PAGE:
Natural Gas Storage Reports
The benchmark next month contract for the fuel gained 3.2 cents, up 1.2 percent to $2.791 per million British thermal unit in early trading Thursday.
The gain came after U.S. Energy Information Administration data showed that commercial stores of natural gas rose by 75 billion cubic feet for the week ending June 19. The build came in under what most analysts thought it would be — an average of 21 estimates compiled by Bloomberg had expected a storage build of 78 billion cubic feet.
A similar situation played out in the previous reporting period (for the week ending June 12), when analysts posted an average estimate of a 92 billion cubic foot increase and only saw 89 billion cubic feet of gas enter storage.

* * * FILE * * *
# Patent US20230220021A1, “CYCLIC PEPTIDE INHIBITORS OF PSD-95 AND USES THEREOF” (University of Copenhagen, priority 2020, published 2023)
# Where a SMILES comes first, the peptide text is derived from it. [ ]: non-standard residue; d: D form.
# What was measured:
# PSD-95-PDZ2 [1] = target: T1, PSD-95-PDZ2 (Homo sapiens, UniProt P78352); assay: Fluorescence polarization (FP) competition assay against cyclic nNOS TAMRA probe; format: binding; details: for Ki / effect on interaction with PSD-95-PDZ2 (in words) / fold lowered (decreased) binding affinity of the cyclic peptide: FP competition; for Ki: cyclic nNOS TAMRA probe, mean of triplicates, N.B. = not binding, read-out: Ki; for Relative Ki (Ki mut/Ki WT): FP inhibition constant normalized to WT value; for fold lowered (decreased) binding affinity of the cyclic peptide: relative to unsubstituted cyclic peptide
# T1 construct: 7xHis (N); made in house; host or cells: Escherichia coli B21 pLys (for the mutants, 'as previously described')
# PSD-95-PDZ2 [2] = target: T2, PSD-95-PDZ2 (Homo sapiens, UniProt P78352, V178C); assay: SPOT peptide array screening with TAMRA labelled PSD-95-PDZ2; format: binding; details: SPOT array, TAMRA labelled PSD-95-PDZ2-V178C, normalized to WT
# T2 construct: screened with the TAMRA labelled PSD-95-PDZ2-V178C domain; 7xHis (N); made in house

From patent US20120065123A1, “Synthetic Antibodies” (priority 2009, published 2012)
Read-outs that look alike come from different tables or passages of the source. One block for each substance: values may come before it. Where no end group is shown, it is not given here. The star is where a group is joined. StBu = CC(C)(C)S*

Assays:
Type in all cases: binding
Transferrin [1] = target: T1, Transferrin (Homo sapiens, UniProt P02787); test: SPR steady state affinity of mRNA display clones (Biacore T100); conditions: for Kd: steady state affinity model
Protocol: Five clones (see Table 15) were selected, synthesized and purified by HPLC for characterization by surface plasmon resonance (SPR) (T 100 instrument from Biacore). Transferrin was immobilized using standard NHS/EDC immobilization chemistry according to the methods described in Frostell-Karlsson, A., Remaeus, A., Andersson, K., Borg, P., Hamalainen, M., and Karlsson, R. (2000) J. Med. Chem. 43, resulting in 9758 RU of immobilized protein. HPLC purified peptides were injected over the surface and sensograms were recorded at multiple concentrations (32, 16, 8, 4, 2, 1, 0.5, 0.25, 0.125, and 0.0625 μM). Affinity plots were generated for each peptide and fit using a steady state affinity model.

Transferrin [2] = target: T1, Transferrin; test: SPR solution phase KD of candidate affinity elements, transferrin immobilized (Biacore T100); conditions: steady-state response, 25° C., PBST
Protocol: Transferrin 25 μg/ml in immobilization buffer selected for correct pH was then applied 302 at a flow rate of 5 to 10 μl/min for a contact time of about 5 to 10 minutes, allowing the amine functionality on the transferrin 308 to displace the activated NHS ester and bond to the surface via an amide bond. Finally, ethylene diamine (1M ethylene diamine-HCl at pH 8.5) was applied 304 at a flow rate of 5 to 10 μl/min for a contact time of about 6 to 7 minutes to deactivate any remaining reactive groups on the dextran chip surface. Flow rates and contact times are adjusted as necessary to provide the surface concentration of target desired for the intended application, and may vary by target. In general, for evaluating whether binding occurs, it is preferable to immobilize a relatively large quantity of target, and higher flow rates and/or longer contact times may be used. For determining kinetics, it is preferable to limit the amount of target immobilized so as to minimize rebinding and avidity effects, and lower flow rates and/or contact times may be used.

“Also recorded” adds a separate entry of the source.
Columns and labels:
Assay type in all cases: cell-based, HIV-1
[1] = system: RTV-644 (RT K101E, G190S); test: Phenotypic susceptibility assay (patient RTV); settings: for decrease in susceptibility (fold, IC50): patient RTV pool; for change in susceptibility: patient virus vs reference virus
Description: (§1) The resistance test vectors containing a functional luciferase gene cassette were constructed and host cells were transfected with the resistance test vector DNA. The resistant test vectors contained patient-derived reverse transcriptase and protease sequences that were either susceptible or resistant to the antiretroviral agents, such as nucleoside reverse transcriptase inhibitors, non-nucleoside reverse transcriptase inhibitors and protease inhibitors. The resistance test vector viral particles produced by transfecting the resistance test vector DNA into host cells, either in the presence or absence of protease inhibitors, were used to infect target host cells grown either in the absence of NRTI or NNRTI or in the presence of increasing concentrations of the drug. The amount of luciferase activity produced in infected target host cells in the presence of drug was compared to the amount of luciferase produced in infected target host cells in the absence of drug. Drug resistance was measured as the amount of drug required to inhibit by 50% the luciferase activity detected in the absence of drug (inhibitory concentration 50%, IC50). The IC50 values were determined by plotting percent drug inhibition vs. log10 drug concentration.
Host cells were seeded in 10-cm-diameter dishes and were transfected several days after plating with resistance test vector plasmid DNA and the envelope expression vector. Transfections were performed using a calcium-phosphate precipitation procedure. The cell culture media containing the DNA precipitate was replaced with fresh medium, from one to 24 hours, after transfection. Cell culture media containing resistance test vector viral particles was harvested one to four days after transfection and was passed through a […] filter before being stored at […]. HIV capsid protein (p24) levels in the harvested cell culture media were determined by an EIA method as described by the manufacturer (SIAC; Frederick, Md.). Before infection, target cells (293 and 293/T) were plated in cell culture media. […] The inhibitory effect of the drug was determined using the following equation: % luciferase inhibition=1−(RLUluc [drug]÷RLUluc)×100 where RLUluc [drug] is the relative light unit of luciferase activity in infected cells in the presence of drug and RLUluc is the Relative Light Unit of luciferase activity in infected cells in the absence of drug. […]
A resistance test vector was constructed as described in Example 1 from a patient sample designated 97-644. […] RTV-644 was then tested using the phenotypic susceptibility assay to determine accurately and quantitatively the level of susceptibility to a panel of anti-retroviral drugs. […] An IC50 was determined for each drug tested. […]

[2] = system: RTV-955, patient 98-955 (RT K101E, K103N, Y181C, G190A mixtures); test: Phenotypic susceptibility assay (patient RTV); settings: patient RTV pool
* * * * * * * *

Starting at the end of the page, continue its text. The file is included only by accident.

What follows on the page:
Combined, the reports have added to a sense that the U.S. is either producing less or consuming more natural gas than traders previously thought. Or, others have suggested, short-term effects have pushed injections into storage lower.
“The 75 (billion cubic feet) in net injections was below the median expectation and tends to reinforce the idea of a modest tightening in the background supply/demand balance, ” said Tim Evans of Citi Futures in a note to clients, using tightening to reference to a narrowing gap between production and natural gas demand. “Anecdotally, maintenance work may be limiting supply while power sector demand is on the rise with the closure of some coal-fired power plants.”
However, any shift suggested by recent reports is like rearranging the deck chairs on the Titanic. Prices are still down significantly from the $3.50 to $4.00 per million British thermal unit levels seen last year and few expect a rally in natural gas prices until new sources of demand such as export facilities come online.